As dogs get older, just like humans, they are likely to need more bathroom breaks during the day and possibly during the night. Frequent “pee walks” during the day are one part of the solution. And, at night, products like doggie diapers, bellybands, and puppy pads can help manage the size of needed clean-ups. You will also want to keep clean-up and sanitizing supplies handy.

People sometimes say that when a dog is incontinent, he or she is “embarrassed” and “feels bad” about it. “Embarrassment” and “feeling bad” are emotions we might attribute to our dogs, but we really don’t know if that’s what they feel. Incontinence can be effectively managed, and a dog can enjoy a happy, high-quality life despite it.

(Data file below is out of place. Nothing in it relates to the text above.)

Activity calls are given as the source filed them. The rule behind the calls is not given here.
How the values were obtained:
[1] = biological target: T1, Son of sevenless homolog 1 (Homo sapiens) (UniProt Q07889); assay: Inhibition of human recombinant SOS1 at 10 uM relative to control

We like to quote this reminiscence from a contributor to the Senior Dogs Project: “It just seemed to slip out in her sleep — not every night, but most. We kept a clean pad or rug under her and cleaned it up in the morning. I never minded. We always had the rest of the day to spend happily together. She was such a good, sweet dog.”

More advice on dealing with incontinence....